The Thing from Another World
Warner Home Video
Starring Kenneth Tobey, Margaret Sheridan, Robert Cornthwaite,
Back to Review Index
Back to Quick Reviews
Review by Mark Bourne
In 1951, moviegoers filled their popcorn bags for two influential films destined to define science fiction movies into the 21st century. In The Day the Earth Stood Still, a Christ-like man from space, on a mission to save us from our "petty squabbling" and "strange, unreasoning attitudes," is besieged by trigger-happy, paranoid militarists before appealing to the superior minds of Earth's scientists, then flies away having given us food for thought. Meanwhile, all namby-pamby First Contact niceties were torched to the ground in The Thing from Another World, where the worst way to deal with its flying saucer pilot is to let the eggheads trump our men in uniform in the name of some fatally wrongheaded "communication" and "understanding." This taut and entertaining thriller is to The Day the Earth Stood Still what Alien is to Star Trek, or the Rolling Stones to the Beatles.
Although it hasn't aged quite as robustly as the nostalgia surrounding it, The Thing from Another World remains on many Top Ten favorites lists and still stands tall as one of the seminal influences in genre cinema. It's the prototype for most subsequent SF-horror hybrids, from It! The Terror from Beyond Space to Alien, Predator, and, naturally, John Carpenter's The Thing, which revisited the same source material John W. Campbell, Jr.'s novella "Who Goes There?" with memorably unnerving visual effects.
Christian Nyby received the director credit, though it's an open secret that the man at the controls was the film's producer, Howard Hawks, whose Hollywood creds at the time included Bringing Up Baby, His Girl Friday, Sergeant York (which a soldier in this movie makes a joke about), To Have and Have Not, and The Big Sleep. Nyby had been one of Hawks' editors and needed a directing credit for union reasons, so Hawks gave Nyby who directed only one brief scene the marquee spot. As the plot's scientists and military men are picked off by an intelligent, blood-draining monster with no interest whatsoever in interspecies relations, the film's strengths are pure Hawks the snappy pace, strong scenes, rat-a-tat overlapping dialogue, and relaxed, natural performances from actors playing well-delineated professionals who must work together to get the job done. The women are smart and competent, namely shapely firecracker Nikki (Margaret Sheridan), whose burgeoning romance with two-fisted Captain Hendry (Kenneth Tobey, now forever associated with Fifties SF) is handled with startling wit and ease. The script is peppered with crackling quotables. "What if it can read our minds?" asks a soldier, to which another replies, "He'll be real mad when he gets to me." The sum total gives us a film that still displays greater panache than most of its contemporaries, sci-fi or otherwise, not to mention a good many films since. Ably assisting Hawks was screenwriter Charles Lederer, whose skill with smart dialogue dated back to the first screen version of The Front Page in 1931.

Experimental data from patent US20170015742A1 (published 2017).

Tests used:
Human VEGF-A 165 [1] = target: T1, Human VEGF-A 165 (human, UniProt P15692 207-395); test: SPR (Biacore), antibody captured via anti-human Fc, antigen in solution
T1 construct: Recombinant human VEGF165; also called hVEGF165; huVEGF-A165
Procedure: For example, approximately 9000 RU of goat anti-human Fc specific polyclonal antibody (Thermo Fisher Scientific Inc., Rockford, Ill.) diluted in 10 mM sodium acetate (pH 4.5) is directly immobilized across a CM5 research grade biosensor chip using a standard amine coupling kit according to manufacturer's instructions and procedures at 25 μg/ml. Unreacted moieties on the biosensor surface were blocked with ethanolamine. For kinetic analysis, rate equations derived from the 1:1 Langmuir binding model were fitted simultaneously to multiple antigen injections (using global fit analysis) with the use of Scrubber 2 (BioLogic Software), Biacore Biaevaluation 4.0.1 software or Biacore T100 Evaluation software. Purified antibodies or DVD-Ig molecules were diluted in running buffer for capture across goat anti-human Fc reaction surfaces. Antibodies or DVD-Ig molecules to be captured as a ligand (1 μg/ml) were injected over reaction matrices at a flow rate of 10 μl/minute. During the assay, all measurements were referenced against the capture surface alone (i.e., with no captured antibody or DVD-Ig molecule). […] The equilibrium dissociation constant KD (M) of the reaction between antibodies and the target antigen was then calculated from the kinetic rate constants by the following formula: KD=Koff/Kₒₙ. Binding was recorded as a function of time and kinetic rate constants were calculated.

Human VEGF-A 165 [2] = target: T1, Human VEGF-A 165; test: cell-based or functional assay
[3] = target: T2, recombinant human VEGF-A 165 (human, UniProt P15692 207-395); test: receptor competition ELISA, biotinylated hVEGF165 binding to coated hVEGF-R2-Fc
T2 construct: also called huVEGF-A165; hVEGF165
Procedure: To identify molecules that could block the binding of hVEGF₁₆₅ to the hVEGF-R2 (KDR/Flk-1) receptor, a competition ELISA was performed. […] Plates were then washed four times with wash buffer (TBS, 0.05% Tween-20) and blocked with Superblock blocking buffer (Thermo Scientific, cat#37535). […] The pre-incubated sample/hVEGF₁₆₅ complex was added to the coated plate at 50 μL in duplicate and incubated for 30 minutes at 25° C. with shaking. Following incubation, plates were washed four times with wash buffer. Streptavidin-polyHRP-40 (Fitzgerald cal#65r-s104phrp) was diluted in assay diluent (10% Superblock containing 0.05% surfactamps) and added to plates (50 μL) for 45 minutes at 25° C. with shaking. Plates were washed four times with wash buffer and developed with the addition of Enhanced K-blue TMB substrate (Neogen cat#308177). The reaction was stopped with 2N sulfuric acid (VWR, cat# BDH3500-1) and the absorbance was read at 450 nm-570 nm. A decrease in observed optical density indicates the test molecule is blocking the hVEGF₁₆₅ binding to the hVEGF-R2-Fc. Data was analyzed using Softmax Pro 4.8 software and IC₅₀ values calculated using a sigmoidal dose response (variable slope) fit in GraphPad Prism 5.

The story starts with the discovery of a crashed flying saucer buried in the Arctic. Members of Polar Expedition 6 and a newly arrived Air Force investigation team locate the spaceship's lone pilot frozen in the ice. They sled the body, encased in ice, to their isolated research base nearby. After a careless soldier accidentally thaws it, the hulking seven-feet-tall Thing terrorizes the camp, with results that are appropriately lethal. Led by Hendry, the dwindling band of humans learn that the humanoid Thing is intelligent and powerful, its single-minded purpose to survive and perhaps colonize the planet. Resistance is, as if one has to ask, futile. The Thing is neither animal nor mineral, but vegetation. "An intellectual carrot! The mind boggles!" quips a newsman (Douglas Spencer, who gets plenty of good lines) along for the scoop of the century. Therefore bullets just bore right through it without spilling a drop of chlorophyll. In the greenhouse, two scientists are found (offscreen) suspended like slaughtered cows, their throats cut to feed the Thing's need for blood. Worse, it's capable of seeding planet Earth with fast-growing, pulsing, pod-like offspring, a situation offering either a boon to science or a harsh redefinition of "plant food."